about the exhibition

Conceptual art

The term Conceptual art gained currency after “Paragraphs on Conceptual Art” by the Minimalist artist Sol LeWitt appeared in the summer 1967 issue of Artforum. (Similar ideas had been articulated earlier in writings by the artists Henry Flint and Edward Kienholz.) Conceptual art’s chief synonym is Idea art. In Conceptual art the idea, rather than the object, is paramount. Conceptual artists reacted against the increasingly commercialized art world of the 1960s and the formalism of postwar art—especially the impersonality of then-contemporary Minimalism. To circumvent what they saw as the too-narrow limits of art, Conceptualists used aspects of semiotics, feminism, and popular culture to create works that barely resembled traditional art objects. What the viewer of Conceptual art saw in the gallery was simply a document of the artist’s thinking, especially in the case of linguistic works that assumed the form of words on a wall. Conceptualism soon became an umbrella term used to describe other art forms that were neither painting nor sculpture, such as performance and video art, and forms that most viewers saw only in drawings or photographs, such as Earth art.

The movement can trace its roots back to the early-twentieth-century readymades by the Dada artist Marcel Duchamp, which emphasized the artist’s thinking over his manipulation of materials; to the later philosophically oriented actions of Yves Klein and Piero Manzoni; and to the painted conundrums of Jasper Johns—all of which asked “What is an artwork?” Due in part to the widespread dissemination of Fluxus ideas through Mail art and other artist-controlled means of distribution, Conceptual art quickly became an international phenomenon. By the end of the 1960s, informal associations of Conceptual artists spanned the globe, from Yugoslavia (the OHO group) to Australia (the Inhibodress group). Conceptual art first reached a general audience through two major New York exhibitions in 1970: the Museum of Modern Art’s “Information” (curated by Kynaston McShine) and the Jewish Museum’s “Software” (curated by Jack Burnham).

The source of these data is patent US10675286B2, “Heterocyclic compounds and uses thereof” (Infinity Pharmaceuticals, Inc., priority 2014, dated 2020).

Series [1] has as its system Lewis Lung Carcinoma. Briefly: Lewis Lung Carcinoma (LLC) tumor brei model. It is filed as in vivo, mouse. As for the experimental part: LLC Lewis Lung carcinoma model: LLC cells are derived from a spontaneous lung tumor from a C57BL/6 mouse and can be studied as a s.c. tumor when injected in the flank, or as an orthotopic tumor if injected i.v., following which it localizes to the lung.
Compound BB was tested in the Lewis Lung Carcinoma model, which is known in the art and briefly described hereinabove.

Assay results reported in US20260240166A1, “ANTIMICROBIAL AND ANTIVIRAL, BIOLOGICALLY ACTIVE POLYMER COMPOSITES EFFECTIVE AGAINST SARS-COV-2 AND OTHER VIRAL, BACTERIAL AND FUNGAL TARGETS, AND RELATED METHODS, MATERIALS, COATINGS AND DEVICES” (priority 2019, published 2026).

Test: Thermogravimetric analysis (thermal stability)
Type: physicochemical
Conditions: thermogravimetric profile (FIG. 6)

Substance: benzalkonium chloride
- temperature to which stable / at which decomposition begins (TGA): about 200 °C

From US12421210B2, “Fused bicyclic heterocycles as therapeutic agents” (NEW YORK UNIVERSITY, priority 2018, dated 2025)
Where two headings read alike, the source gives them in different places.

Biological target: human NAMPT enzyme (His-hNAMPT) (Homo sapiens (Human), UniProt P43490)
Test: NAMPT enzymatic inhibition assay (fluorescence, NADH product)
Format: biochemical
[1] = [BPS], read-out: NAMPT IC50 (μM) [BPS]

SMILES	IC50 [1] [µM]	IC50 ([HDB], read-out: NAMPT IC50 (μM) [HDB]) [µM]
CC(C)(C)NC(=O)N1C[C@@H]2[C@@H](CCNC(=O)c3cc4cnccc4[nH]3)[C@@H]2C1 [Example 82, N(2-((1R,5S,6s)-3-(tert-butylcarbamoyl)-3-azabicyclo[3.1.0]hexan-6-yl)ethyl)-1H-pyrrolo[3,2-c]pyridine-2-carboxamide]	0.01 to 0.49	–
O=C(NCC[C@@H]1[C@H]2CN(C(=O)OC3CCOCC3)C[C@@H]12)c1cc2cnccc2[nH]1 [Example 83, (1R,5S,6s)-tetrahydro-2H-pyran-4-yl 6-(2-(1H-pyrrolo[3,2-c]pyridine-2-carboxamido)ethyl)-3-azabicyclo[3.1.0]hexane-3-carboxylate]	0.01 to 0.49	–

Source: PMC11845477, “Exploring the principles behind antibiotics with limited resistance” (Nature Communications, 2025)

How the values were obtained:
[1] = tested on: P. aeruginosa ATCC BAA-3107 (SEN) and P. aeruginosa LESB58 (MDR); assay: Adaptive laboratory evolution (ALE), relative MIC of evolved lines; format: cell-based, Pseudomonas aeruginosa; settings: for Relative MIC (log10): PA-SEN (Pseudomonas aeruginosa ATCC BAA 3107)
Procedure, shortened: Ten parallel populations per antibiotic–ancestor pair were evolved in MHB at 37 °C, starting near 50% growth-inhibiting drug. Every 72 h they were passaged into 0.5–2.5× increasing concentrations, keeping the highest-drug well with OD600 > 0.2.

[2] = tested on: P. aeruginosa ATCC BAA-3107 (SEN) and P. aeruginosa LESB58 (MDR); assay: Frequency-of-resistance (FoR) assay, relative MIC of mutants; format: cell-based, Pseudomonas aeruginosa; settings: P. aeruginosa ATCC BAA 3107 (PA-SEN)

The range of Conceptual art thinking is remarkably broad. It encompasses Morgan O’Hara’s obsessive documentation of how she spends each waking moment, Robert Morris’s construction of a box with the recorded sounds of its own making inside, and John Baldessari’s documentation of the letters C-A-L-I-F-O-R-N-I-A, which he placed on the physical locations throughout the state that corresponded to the printed position of each letter on his map. Examples of more socially engaged Conceptualism include Hans Haacke’s polling museum visitors for their views of Governor Nelson Rockefeller’s support of the Vietnam War, Les Levine’s operation of a Canadian-kosher restaurant in New York as an artwork (unbeknownst to its patrons), and Tom Marioni’s organization of salon-style gatherings and exhibitions at the Museum of Conceptual Art in San Francisco, which he founded in 1970.

Conceptual art’s emphasis on the artist’s thinking made any activity or thought a potential work of art, without the necessity of translating it into pictorial or sculptural form. This jettisoning of art objects aroused widespread controversy among artists, viewers, and critics. The artist and theorist Allan Kaprow championed Conceptualism as an interactive form of communication, especially in the wake of visual competition from spectacular, non-art events like the American landing of men on the moon. The critics Robert Hughes (who writes for Time) and Hilton Kramer (who wrote for the New York Times) looked at Conceptual art and saw an emperor without clothes.

Although the revival of traditional-format painting and sculpture in the late 1970s seems visually far removed from Conceptual art, in fact it absorbed from the earlier movement an interest in storytelling, in politics, and in images from art history and popular culture. The term Neo-Conceptualist is most often employed in connection with installations and other works in nontraditional formats.

Extracts from 'Artspeak' by Robert Atkins (copyright (©) 1990, 1997 by Robert Atkins) reproduced by permission of Abbeville Press, Inc.